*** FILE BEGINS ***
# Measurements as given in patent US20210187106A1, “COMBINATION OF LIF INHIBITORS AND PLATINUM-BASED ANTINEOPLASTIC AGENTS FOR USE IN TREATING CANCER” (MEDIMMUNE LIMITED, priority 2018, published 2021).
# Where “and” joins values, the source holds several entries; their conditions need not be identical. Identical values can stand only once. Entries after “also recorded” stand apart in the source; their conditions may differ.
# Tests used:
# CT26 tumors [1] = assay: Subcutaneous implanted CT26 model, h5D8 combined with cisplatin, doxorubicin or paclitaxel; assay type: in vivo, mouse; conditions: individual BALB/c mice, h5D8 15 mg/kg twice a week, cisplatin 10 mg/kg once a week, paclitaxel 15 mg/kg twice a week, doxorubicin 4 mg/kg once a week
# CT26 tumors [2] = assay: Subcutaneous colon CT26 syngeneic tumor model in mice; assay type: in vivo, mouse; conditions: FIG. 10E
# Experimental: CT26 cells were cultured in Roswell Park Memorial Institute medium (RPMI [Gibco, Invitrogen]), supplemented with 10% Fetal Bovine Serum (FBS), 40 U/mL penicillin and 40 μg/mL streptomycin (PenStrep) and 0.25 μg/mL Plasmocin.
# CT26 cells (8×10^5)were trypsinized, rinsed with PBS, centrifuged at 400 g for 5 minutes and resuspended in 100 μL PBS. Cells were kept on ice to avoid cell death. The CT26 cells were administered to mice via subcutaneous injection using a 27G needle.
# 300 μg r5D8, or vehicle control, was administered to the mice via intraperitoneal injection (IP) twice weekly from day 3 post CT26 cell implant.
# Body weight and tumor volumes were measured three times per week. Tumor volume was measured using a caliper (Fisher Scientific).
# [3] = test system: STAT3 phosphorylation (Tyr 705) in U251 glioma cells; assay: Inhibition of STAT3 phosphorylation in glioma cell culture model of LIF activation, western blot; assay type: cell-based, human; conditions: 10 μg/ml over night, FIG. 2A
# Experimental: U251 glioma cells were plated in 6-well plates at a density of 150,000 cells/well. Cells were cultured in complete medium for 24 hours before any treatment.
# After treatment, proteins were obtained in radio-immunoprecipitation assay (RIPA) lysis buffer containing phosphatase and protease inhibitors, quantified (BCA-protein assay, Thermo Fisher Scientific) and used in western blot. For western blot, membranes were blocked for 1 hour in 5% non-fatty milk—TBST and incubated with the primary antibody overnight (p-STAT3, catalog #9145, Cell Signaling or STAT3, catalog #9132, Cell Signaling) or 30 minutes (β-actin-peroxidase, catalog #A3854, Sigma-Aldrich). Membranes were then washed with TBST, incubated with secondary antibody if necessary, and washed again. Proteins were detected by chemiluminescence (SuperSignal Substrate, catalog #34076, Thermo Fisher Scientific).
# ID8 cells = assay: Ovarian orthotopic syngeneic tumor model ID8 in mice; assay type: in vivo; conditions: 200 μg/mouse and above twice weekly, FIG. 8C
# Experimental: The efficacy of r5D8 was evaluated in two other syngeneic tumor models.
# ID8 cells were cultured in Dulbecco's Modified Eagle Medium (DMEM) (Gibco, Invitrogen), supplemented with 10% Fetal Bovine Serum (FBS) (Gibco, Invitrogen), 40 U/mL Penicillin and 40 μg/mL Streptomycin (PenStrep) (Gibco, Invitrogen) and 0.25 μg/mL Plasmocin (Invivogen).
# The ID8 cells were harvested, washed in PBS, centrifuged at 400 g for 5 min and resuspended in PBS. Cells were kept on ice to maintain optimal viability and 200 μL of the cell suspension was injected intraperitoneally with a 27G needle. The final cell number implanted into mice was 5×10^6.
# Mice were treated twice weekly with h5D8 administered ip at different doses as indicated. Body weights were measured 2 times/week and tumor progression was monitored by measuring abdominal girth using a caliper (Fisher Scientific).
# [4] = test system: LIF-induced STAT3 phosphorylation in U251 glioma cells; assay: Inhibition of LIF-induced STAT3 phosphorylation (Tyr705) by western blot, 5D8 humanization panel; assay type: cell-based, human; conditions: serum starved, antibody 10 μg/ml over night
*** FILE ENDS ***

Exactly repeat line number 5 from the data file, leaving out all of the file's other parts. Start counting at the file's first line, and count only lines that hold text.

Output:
# CT26 tumors [2] = assay: Subcutaneous colon CT26 syngeneic tumor model in mice; assay type: in vivo, mouse; conditions: FIG. 10E